In eukaryotic cells, miRNAs regulate a plethora of cellular functionalities ranging from cellular metabolisms, and development to the regulation of biological networks and pathways, both under homeostatic and pathological states like cancer. Despite their immense importance as key regulators of cellular processes, accurate and reliable estimation of miRNAs using Next Generation Sequencing is challenging, largely due to the limited availability of robust computational tools/methods/pipelines.
Researchers from the Indraprastha Institute of Information Technology have developed miRPipe, an end-to-end computational framework for the identification, characterization, and expression estimation of small RNAs, including the known and novel miRNAs and previously annotated pi-RNAs from small-RNA sequencing profiles. This workflow detects unique novel miRNAs by incorporating the sequence information of seed and non-seed regions, concomitant with clustering analysis. This approach allows reliable and reproducible detection of unique novel miRNAs and functionally same miRNAs (paralogues). The researchers validated the performance of miRPipe with the available state-of-the-art pipelines using both synthetic datasets generated using the newly developed miRSim tool and three cancer datasets (Chronic Lymphocytic Leukemia, Lung cancer, and breast cancer). In the experiment over the synthetic dataset, miRPipe is observed to outperform the existing state-of-the-art pipelines (accuracy: 95.23% and F1-score: 94.17%). Analysis on all the three cancer datasets shows that miRPipe is able to extract more number of known dysregulated miRNAs or piRNAs from the datasets as compared to the existing pipelines.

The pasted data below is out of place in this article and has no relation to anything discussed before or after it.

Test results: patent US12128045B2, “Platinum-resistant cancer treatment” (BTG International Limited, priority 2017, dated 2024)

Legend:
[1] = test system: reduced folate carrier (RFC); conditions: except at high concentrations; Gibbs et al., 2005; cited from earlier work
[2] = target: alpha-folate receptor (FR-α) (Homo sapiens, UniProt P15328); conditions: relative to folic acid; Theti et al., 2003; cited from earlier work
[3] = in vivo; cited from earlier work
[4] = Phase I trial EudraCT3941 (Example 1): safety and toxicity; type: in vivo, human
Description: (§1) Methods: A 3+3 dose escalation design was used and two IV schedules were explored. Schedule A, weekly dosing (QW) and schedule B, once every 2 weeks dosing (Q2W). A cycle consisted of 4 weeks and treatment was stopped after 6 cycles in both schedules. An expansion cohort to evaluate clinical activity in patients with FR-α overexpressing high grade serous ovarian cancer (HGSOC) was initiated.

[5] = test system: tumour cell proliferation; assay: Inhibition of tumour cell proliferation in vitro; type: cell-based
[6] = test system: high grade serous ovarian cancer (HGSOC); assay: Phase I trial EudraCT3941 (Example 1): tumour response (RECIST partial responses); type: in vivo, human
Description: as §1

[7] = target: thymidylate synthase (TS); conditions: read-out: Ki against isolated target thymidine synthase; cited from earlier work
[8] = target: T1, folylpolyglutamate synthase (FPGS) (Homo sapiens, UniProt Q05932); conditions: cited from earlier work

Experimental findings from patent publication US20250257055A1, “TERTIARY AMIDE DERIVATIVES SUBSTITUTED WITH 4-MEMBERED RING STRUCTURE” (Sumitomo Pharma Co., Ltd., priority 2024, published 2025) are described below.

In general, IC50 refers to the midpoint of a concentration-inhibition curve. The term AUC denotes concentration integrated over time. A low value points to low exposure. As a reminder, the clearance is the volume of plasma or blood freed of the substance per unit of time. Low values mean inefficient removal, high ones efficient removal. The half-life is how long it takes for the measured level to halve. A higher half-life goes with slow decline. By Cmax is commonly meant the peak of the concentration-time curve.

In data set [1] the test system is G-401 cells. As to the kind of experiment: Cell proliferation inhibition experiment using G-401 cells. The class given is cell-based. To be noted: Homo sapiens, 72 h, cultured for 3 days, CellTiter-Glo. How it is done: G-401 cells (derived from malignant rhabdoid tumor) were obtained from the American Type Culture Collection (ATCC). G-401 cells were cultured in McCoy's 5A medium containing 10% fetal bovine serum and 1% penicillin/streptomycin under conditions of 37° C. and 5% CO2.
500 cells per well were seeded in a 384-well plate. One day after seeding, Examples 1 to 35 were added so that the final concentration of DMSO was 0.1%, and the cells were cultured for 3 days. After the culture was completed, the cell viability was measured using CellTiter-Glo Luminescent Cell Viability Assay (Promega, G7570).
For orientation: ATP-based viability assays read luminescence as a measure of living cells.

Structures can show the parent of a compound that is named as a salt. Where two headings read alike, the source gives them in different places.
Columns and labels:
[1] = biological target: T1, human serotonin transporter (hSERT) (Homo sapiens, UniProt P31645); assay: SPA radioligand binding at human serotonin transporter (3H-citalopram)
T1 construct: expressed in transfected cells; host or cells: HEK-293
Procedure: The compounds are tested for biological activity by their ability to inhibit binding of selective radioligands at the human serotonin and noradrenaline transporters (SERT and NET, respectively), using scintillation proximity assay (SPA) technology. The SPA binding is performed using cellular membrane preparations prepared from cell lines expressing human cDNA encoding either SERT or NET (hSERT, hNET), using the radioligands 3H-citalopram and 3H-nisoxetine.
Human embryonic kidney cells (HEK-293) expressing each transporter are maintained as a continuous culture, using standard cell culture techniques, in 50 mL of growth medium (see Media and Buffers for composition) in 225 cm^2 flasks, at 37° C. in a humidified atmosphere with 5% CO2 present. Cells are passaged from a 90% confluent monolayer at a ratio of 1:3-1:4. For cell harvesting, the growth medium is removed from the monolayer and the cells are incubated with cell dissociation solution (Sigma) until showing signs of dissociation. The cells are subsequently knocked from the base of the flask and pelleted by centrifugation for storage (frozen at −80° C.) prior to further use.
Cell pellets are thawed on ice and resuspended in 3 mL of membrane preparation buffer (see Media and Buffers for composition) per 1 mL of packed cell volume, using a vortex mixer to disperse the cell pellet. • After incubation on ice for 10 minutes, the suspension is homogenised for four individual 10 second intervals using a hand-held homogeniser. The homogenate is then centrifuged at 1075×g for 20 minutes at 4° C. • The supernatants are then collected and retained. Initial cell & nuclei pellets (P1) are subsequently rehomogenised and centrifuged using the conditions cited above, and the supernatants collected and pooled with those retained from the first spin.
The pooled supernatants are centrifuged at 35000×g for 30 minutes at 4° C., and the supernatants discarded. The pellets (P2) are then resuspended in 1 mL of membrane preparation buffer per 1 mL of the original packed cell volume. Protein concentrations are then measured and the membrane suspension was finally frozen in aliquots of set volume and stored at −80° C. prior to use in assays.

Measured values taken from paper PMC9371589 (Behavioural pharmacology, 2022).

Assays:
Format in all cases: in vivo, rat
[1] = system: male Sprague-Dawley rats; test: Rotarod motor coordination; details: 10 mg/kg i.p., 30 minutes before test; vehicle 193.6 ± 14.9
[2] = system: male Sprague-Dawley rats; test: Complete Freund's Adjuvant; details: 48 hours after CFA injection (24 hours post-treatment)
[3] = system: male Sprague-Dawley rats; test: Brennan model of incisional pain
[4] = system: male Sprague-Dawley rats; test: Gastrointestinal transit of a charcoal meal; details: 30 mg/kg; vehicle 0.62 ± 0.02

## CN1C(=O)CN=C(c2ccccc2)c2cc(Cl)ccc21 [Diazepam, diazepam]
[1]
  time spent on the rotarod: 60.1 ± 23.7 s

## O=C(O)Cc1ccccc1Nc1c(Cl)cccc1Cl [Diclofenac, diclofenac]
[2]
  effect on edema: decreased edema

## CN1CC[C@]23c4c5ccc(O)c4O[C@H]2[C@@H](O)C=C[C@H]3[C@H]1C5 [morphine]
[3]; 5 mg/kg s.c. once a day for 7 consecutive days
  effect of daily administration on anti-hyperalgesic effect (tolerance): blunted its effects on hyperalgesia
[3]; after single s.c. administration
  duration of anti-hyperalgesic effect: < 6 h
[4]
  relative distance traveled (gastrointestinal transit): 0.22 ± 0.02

The miRPipe workflow
This pipeline identifies differentially expressed novel miRNAs, known miRNAs, and known piRNAs.The RNA-Seq data in standard FASTQ format is cleaned for adaptor contamination. Reads of specific lengths are aligned to the human reference genome for miRNA and piRNA identification. Further, the aligned reads are processed using novel seed-based clustering for their functional annotation. Lastly, their differential expression analysis is computed using DESeq2 to find the significantly dysregulated miRNAs and piRNAs.